Sunday, November 1, 2015

Broadband Internet as a Public Utility

by Pa Rock
Citizen Journalist

As many among us are sadly aware, by the time a person pays the monthly bills for cable, telephone, and internet - groceries may only be a pipe dream.  In today's world, being connected takes precedence over being adequately fed, clothed, or housed, and the companies that control those connectivity services greedily bleed customers for all they are worth.

I spent months last year trying to figure out a way to have it all (television, telephone, and internet) without having to throw in the towel and go back to work - and what I finally figured out was this:  I couldn't afford it all.  Access to each of those services was tightly controlled by just a few companies - and they all gleefully engaged in the illegal art of price-fixing.  A sucker, like me, would never get a break from any of them.  I resolved my personal dilemma by eventually choosing to cancel the cable.

At the time I was doing all of the teeth-gnashing over connectivity, I lamented on more than one occasion how nice it would be if the city would take on some of those services.  With the city in charge, there would at least be some controls in place that would put a check on the price-gouging that was so common in the private sector.

That sentiment, like being well-fed in a stagnant economy, also appeared to be a pipe dream - that is, until yesterday.  Saturday's edition of our local newspaper carried a front page story saying that the esteemed city government of West Plains, Missouri, is considering going into the broadband internet business and providing connections - for a fee, of course - to local homes and businesses.  It seems some in the city government wanted to create a broadband system just for the city, but when it was discussed at a council meeting, businesses and local individuals demanded the right to participate as well.  Now the issue of running it's own broadband utility is being "studied" by the city and the public is being polled on the matter.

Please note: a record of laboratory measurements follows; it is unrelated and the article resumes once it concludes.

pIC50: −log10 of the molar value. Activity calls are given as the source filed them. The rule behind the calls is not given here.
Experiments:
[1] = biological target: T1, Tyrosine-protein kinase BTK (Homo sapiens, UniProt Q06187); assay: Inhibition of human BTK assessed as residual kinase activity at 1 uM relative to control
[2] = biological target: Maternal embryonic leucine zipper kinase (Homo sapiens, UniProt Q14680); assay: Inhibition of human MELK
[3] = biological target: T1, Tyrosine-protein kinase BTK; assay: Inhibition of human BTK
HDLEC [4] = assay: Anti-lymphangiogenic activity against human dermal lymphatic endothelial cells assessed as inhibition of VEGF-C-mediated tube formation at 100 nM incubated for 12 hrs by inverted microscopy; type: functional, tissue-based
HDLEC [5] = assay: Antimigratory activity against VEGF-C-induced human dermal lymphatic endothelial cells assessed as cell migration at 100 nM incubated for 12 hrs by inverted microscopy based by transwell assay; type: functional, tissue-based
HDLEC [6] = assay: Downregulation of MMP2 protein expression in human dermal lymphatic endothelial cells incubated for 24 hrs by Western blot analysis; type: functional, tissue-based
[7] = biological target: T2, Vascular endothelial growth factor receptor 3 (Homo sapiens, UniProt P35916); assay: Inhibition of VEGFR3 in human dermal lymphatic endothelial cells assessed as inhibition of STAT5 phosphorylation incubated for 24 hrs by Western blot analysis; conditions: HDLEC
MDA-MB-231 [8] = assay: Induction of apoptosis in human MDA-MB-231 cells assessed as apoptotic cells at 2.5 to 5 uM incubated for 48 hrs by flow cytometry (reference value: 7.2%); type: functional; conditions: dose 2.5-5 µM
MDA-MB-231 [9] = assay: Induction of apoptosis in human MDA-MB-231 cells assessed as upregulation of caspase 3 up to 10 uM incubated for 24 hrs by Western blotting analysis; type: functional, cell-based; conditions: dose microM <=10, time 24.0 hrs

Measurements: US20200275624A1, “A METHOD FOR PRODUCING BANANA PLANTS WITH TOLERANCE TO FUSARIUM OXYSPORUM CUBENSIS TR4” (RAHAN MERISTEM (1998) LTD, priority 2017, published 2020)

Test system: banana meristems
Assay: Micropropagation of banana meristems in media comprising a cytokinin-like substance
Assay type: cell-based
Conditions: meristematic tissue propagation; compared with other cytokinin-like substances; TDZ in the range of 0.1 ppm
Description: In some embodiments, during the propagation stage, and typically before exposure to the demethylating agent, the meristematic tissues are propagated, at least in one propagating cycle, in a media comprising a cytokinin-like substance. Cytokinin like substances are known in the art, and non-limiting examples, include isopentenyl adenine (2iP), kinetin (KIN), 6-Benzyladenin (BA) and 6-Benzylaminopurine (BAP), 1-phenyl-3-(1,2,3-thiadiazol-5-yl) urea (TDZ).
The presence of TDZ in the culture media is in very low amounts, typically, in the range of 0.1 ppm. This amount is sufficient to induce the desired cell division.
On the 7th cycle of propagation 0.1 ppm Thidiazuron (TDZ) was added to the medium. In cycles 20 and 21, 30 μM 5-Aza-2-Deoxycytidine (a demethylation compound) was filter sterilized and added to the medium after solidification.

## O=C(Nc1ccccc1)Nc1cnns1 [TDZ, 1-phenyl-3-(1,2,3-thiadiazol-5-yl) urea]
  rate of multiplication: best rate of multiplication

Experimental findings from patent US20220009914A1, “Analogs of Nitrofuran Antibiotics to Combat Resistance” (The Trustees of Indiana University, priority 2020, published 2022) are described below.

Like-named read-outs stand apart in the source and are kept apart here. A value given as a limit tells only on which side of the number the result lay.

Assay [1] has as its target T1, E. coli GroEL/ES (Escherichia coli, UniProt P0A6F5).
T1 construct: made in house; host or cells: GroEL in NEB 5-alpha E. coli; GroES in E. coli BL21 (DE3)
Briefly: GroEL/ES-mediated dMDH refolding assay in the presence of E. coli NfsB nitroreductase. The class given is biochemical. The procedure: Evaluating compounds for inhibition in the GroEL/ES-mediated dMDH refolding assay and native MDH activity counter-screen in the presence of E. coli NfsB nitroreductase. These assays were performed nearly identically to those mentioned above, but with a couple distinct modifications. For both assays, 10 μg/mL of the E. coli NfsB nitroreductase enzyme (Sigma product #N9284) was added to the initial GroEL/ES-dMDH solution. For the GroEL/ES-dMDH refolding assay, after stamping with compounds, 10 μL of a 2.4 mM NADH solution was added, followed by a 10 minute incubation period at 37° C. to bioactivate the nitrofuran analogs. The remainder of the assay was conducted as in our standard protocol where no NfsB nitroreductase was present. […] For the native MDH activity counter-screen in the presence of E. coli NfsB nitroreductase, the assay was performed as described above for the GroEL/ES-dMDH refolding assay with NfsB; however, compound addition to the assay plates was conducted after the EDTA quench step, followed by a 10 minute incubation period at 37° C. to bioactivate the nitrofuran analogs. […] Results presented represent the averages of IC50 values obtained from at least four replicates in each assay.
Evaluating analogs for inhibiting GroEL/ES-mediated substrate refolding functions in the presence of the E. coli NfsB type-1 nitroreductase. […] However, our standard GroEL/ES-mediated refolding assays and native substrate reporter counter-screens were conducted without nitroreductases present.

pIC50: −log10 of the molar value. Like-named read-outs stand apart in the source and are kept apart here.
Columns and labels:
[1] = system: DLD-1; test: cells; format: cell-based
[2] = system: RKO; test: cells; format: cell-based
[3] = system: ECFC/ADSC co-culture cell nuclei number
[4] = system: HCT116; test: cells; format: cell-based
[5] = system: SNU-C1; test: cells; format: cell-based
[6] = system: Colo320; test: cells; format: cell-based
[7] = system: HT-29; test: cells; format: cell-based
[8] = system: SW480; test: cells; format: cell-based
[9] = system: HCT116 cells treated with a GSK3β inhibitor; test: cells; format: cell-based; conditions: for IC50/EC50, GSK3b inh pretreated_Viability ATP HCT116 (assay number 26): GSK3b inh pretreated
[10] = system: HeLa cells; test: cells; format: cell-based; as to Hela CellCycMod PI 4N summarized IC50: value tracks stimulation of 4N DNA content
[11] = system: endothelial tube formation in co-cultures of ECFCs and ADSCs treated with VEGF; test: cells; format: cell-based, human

Count me in!  If the city is running it, I know where the council meetings are held - and when - and I know how to make my concerns heard.  The city will have to respond to unhappy customers - whereas corporate providers solve their problems by putting irate customers on hold.

There is one big, hairy fly in the ointment, however.    Established broadband providers are already extolling their friends in our state legislature to pass a law forbidding communities from providing broadband access with their public utilities package.   A Republican (of course) state senator from Columbia introduced a bill to that effect during the last legislative session, but the internet providers failed to buy enough legislators to get it passed.   This year they will undoubtedly try again - and their effort will be better financed.

But hope springs eternal.  Just the fact that the city leaders of West Plains, Missouri, would even bring a subject like this up for discussion tells me that I live in a community that has some sense of what the future is all about.  Once again I am feeling that I made a smart choice in selecting West Plains as my retirement community.

1 comment:

Xobekim said...

Unfortunately, it's not just some schmuck in the General Assembly that wants to prohibit local governments from establishing broadband. It is ALEC, the bastards that corporate America uses to buy government. The model legislation in question is:

The ALEC "Municipal Telecommunications Private Industry Safeguards Act" is a "model" bill for states to thwart local efforts to create public broadband access. Promoted under the guise of "fair competition" and "leveling the playing field," this big telecom-supported bill imposes regulations on community-run broadband that they would never tolerate themselves. Iterations of this anti-municipal broadband bill passed in 19 states to stop local governments in communities like Wilson, North Carolina from wiring their communities with fiber. -

See more at:

So my advice is to pass this broadband measure quickly to grandfather in your utility.